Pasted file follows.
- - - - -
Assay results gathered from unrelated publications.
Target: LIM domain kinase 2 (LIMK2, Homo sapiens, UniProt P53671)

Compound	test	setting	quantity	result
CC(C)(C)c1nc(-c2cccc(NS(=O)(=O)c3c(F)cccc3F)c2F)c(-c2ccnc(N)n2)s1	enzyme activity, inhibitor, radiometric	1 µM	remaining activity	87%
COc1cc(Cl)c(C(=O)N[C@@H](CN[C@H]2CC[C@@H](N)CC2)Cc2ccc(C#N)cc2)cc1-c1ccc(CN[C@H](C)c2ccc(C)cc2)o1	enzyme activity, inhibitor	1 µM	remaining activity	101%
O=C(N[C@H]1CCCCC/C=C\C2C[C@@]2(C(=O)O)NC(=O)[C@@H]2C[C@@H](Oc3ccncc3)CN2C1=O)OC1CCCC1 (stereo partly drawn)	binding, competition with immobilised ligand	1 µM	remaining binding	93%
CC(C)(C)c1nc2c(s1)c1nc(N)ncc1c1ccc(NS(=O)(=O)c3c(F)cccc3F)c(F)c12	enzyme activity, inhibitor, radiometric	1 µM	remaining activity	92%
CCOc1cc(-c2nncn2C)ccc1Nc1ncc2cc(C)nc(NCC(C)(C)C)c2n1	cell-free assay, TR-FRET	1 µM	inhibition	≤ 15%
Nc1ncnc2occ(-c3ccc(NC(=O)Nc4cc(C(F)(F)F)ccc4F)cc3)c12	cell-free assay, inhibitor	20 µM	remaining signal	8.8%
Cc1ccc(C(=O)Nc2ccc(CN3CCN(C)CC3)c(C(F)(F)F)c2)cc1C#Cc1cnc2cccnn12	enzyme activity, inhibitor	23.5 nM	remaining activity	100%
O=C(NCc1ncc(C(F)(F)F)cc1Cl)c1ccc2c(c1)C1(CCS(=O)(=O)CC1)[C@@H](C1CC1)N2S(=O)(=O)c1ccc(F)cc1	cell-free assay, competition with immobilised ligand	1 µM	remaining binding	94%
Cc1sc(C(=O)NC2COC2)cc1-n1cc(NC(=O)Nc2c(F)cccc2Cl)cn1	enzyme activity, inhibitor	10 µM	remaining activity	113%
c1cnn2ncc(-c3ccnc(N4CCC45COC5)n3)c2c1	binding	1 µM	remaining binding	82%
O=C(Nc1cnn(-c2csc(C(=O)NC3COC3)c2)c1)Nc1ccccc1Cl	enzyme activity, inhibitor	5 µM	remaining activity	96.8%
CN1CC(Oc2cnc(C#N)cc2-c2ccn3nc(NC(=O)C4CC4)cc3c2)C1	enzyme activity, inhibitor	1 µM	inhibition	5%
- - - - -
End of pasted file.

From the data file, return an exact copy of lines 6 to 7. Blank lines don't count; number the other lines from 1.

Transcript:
O=C(N[C@H]1CCCCC/C=C\C2C[C@@]2(C(=O)O)NC(=O)[C@@H]2C[C@@H](Oc3ccncc3)CN2C1=O)OC1CCCC1 (stereo partly drawn)	binding, competition with immobilised ligand	1 µM	remaining binding	93%
CC(C)(C)c1nc2c(s1)c1nc(N)ncc1c1ccc(NS(=O)(=O)c3c(F)cccc3F)c(F)c12	enzyme activity, inhibitor, radiometric	1 µM	remaining activity	92%